Studies have shown there’s no advantage of sitting on a stability ball longer than 30 minutes
Unsupported back postures (i.e.: no back support/exercise ball) has been shown to negatively affect back pain.
Not only does the ball offer no upper or lower back support but fatigue can set in easily without the option of using armrests. This leads to upper back discomfort, sometimes even radiating into the forearms and wrists.
Read UC Davis fact sheet – Stability Balls vs Office Chairs
Insurance experts say they advise employers to write policies banning exercise balls from the workplace
And we haven’t even touched on “safety”. Although most of us like to think we could never really get hurt by using an exercise ball as a chair, stranger things have happened. There’s always that slim chance you could fall off or even trip over it when not paying close attention. There are many companies that won’t even allow employees to bring one close to the office as they don’t want the liability.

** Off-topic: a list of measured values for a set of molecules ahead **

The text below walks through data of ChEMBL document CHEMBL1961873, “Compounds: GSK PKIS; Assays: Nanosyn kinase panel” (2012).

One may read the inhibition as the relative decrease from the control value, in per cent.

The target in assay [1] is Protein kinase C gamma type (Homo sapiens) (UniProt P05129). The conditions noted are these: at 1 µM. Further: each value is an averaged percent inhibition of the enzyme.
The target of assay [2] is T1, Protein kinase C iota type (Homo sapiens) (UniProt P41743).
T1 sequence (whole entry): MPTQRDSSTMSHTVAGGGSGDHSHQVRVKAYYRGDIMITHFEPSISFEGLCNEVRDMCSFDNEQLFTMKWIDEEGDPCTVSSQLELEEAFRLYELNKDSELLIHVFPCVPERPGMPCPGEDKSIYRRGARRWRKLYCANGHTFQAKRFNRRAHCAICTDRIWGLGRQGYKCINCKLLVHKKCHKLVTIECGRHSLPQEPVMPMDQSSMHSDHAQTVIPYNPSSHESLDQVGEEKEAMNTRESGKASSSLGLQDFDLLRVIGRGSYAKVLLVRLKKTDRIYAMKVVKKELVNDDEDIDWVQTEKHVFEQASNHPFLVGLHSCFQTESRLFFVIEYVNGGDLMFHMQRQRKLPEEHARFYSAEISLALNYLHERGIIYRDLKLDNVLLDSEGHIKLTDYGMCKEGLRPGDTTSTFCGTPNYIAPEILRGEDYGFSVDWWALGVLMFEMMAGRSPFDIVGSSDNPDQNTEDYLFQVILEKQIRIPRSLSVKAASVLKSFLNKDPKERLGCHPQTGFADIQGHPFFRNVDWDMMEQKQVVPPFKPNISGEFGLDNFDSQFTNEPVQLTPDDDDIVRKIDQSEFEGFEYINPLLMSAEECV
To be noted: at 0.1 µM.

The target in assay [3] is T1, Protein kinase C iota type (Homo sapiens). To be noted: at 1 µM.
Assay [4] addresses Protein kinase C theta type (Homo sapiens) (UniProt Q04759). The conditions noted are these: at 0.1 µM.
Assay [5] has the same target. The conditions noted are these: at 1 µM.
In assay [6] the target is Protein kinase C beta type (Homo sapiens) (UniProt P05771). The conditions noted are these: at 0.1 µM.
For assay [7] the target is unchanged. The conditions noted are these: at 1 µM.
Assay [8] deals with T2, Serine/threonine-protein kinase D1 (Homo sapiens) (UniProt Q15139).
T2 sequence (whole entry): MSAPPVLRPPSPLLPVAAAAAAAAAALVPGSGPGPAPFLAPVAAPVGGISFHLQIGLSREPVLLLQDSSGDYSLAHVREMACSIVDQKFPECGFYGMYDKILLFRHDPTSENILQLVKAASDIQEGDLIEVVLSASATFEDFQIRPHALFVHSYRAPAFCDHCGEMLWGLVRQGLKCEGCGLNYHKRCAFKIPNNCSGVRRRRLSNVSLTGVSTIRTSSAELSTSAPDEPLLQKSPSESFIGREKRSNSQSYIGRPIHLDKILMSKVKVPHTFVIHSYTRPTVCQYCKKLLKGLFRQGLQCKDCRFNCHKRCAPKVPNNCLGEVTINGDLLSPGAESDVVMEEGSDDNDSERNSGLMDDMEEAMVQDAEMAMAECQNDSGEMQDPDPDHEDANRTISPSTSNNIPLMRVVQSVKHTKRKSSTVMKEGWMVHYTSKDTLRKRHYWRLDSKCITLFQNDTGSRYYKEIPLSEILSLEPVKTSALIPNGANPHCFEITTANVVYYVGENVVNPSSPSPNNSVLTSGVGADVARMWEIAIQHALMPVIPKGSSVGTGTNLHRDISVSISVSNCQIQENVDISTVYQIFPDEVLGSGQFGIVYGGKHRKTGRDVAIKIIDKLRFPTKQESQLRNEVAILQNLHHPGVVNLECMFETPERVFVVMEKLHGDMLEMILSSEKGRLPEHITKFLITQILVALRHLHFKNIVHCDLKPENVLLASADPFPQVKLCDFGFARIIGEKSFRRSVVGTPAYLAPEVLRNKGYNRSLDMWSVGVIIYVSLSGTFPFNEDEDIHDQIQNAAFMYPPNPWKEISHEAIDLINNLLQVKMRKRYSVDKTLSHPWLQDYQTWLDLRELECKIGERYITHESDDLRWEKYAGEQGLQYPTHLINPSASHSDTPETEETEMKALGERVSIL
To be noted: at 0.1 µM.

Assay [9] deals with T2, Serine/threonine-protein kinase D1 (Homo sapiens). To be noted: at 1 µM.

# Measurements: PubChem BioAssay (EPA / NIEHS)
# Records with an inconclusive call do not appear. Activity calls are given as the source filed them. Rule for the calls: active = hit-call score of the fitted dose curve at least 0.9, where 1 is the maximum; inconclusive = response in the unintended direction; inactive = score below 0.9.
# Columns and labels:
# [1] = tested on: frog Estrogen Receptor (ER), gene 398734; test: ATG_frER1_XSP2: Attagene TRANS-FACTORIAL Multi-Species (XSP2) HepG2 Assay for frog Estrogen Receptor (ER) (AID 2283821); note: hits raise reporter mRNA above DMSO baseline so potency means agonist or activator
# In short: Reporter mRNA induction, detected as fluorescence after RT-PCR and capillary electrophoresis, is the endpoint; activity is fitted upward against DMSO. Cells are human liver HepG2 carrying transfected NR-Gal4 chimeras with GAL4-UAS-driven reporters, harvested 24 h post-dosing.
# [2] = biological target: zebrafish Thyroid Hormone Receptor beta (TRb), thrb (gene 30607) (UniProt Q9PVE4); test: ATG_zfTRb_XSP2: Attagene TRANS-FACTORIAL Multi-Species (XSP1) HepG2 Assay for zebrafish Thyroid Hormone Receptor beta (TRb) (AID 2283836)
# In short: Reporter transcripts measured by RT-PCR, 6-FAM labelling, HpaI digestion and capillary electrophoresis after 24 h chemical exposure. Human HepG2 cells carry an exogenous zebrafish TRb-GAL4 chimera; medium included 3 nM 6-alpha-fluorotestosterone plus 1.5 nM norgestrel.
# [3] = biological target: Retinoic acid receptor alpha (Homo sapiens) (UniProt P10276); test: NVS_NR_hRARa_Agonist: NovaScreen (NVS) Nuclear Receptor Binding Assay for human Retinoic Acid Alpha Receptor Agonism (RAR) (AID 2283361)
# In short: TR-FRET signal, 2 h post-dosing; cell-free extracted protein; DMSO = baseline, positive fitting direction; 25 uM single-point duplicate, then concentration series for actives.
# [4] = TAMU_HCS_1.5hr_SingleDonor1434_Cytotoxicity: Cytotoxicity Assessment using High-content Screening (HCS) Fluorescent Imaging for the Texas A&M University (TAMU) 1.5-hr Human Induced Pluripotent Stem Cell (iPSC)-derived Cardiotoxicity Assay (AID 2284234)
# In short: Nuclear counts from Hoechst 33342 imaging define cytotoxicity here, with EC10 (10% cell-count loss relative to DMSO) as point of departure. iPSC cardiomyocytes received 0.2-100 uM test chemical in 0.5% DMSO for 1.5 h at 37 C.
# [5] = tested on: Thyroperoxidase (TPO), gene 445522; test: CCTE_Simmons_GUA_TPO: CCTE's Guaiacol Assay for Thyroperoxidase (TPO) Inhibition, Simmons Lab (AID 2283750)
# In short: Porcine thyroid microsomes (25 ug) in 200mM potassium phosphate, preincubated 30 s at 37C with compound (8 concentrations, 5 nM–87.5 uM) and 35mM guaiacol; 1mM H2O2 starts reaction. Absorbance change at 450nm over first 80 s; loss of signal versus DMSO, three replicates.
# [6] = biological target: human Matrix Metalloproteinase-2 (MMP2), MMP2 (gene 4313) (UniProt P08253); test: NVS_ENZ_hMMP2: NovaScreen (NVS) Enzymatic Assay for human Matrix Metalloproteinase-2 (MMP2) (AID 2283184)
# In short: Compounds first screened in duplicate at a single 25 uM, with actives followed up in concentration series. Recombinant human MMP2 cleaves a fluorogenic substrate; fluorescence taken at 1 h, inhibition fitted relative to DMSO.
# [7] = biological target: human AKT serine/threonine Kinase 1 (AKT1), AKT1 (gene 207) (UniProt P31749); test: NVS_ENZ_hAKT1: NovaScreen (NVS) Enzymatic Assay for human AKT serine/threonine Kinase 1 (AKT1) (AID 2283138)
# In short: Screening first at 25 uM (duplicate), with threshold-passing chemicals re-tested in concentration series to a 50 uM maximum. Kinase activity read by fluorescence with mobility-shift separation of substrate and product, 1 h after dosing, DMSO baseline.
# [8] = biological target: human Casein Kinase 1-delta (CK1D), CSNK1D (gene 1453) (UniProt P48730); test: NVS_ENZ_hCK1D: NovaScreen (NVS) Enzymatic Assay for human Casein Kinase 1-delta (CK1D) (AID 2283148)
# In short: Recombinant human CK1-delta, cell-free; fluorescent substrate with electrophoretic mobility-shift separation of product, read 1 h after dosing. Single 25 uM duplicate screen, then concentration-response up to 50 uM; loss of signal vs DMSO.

What if you have an exercise ball at home?
For those of you at home who have an exercise ball rolling around the house, it isn’t necessarily detrimental to use it intermittently (perhaps up to an hour a day). When you’re ready to return to the comfort of your ergonomic chair, sit at the back against the back rest. In other words, move your chair closer to the desk, not your body.
What about “Ball chairs” or “Accessories” that help keep the ball from rolling away?
Ball chairs are not much better. they still lack the essential function of which a chair provides, the lack of good lumbar support.